KATHMANDU: With dengue outburst in the country, suspected dengue patients — both adults and children – have been flooding into the hospital across the country, Khabarhub found on a visit to hospitals in Kathmandu.
The number of dengue patients is likely to sky-rocket.
At the Sukreraj Tropical and Infectious Disease Hospital at Teku, doctors and nurses are making tremendous efforts to treat dengue-infected patients.
Even though doctors are battling on to treat the patients, several patients have been found to have taken antibiotics without doctors’ prescription.
Ishwari Acharya of Kuleswor told Dr. Sher Bahadur Pun at the Sukreraj Tropical and Infectious Disease Hospital doctor that she gave some antibiotics to her son from a local clinic after he was down with fever and joint pain.
She then took her son to the Teku Hospital after there was no sign of reducing the fever.
Dr. Pun was taken aback when he came to know that people have started taking pills without consulting the doctors.
When the doctor told her that antibiotics do not treat dengue, she confessed that she did a mistake.
Acharya is just a representational case. Several patients have been found to have taken antibiotics without a doctor’s consent or prescription.
“We don’t prescribe antibiotics for dengue patients unless required,” Dr. Pun told Khabarhub adding, “Simple medicines do work.”
The government has been conducting awareness campaigns against the misuse of antibiotics. “There is also a provision that antibiotics cannot be used without doctors’ consent,” Dr. Pun said adding, “However, this has not happened.”
According to the Epidemiology and Diseases Control Division (EDCD), a total of seven persons have died of dengue in Nepal so far this year.
As per the government records, around 5,093 people in 42 districts have been diagnosed with dengue from July 17 till now.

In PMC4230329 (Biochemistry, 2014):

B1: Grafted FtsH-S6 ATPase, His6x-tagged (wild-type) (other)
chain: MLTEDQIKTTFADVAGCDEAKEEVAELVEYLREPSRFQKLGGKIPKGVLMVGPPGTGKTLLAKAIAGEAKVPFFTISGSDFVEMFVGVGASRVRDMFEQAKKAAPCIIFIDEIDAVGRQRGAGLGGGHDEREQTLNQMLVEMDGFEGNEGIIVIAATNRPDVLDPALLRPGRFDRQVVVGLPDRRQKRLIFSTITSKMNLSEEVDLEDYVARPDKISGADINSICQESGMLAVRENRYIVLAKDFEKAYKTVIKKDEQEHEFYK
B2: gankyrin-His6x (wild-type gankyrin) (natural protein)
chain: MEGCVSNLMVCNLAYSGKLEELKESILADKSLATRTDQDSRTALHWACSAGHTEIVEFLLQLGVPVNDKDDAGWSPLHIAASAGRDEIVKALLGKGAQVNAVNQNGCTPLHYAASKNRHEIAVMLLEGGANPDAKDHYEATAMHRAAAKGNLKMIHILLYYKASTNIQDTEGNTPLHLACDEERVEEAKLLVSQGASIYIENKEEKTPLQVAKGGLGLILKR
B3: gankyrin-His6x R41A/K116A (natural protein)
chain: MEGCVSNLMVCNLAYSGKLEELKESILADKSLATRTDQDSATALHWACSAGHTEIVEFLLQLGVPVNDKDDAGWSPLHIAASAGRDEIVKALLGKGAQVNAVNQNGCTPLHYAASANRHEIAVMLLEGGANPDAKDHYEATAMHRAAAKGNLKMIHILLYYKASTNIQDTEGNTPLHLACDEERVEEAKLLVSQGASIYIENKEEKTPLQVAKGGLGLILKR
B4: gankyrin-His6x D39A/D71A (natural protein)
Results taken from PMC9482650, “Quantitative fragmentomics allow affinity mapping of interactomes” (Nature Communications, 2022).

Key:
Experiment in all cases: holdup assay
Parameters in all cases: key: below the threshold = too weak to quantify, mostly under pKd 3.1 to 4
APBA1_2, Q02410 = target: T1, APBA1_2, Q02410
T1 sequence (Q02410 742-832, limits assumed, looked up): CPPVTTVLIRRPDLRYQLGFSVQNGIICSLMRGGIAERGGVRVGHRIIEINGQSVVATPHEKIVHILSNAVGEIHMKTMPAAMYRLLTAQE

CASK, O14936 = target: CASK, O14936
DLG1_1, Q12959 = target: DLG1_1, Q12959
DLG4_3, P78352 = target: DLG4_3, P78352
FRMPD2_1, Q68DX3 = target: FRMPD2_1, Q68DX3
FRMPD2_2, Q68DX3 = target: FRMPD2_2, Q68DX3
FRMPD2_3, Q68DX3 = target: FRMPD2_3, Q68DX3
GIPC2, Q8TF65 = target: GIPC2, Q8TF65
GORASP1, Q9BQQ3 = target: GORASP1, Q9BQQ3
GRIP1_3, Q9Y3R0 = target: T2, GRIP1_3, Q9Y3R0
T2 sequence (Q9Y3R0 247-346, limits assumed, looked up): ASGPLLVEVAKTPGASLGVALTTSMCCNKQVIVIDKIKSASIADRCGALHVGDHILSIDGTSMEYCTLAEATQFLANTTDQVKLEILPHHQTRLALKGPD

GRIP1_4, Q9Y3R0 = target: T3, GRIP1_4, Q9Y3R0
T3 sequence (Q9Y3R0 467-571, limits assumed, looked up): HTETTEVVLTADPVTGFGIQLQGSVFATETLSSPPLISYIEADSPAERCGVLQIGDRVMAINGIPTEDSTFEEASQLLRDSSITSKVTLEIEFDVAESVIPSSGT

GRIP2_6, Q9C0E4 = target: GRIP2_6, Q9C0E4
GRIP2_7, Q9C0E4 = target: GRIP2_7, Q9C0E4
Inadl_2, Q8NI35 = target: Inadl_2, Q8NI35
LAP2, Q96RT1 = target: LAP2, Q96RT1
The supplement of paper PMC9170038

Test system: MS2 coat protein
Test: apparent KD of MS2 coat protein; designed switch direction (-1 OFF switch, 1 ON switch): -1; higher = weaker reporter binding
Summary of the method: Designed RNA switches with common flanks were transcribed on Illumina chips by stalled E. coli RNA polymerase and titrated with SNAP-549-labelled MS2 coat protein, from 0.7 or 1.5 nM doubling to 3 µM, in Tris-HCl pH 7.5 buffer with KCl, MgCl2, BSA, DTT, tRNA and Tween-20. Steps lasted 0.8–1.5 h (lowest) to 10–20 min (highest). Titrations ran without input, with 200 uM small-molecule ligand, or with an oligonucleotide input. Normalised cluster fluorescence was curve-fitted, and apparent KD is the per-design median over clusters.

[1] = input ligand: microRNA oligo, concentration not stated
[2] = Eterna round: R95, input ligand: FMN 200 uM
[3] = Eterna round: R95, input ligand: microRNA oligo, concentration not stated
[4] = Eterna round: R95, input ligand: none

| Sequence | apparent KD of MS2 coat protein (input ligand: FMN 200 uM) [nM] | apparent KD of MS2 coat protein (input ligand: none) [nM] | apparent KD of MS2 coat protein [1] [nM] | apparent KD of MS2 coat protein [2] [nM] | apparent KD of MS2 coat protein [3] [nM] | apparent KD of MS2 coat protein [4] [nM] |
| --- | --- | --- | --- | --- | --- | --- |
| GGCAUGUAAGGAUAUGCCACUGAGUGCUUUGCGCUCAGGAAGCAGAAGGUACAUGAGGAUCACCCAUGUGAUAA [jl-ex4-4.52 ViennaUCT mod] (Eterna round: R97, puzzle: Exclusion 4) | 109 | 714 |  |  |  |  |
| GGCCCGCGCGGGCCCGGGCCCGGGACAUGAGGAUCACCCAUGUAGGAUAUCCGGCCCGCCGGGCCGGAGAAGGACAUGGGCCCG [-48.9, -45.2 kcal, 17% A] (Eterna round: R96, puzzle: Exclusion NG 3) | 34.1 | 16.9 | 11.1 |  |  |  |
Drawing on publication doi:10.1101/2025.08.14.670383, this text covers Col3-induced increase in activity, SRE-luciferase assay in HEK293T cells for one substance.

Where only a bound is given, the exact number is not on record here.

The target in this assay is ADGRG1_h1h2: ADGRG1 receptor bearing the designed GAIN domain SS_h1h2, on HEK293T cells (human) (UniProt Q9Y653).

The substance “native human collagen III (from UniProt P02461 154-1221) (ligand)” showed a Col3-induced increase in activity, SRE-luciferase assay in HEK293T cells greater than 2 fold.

The record shows more than 753 people have been infected in state-1, 23 in state-2, 1,093 in state-3, 572 in Gandaki state, 105 in state-5, two in Karnali state and 12 in state-7.
According to EDCD Chief Dr. Bibek Lama, Rs 61.7 million has been disbursed to all the seven states for dengue control.
The Department of Drug Administration, which is responsible to check rampant use of antibiotics, is unaware of the tendency.
Manager at the Administration Pan Bahadur Chhetri expressed ignorance over the use of antibiotics for dengue fever.
Chhetri also admitted the fact that antibiotics will not control dengue fever. “Use of antibiotics without doctors’ prescription is forbidden. It is also the weakness on our part that we have not been able to create public awareness.”
What is dengue?
Dengue fever is a mosquito-borne virus that affects over 390 million people each year across the world. The disease is generally mild but can be deadly.
Dengue was originated in Africa or Southeast Asia. It was then carried to other parts of the world through trade and travel.
This disease has now spread to over 100 countries.
Symptoms of dengue
High fever, severe headache, severe eye pain, joint pain, muscle or bone pain, rash, low white cell count, among others.
Joint pain, headache, fever can last for up to a week.
How does dengue spread?
Dengue virus spreads through mosquito bites. It often spreads when a mosquito (mainly of the Aedes species) bites an infected human.
Use repellents and nettings to avoid mosquito bites.
How is it treated?
Dengue has no specific antiviral treatment. Usually, hydration and bed rest are ways to help dengue patients.
Prevention is key.
Preventing dengue is as simple as preventing mosquito bites. There has been no approved dengue vaccine.
How to prevent?
Wearing long pants and long-sleeve shirts.
Treating clothes with repellents.
Using mosquito netting.
Closing door and windows to avoid allowing mosquitoes.
Avoiding areas with standing water.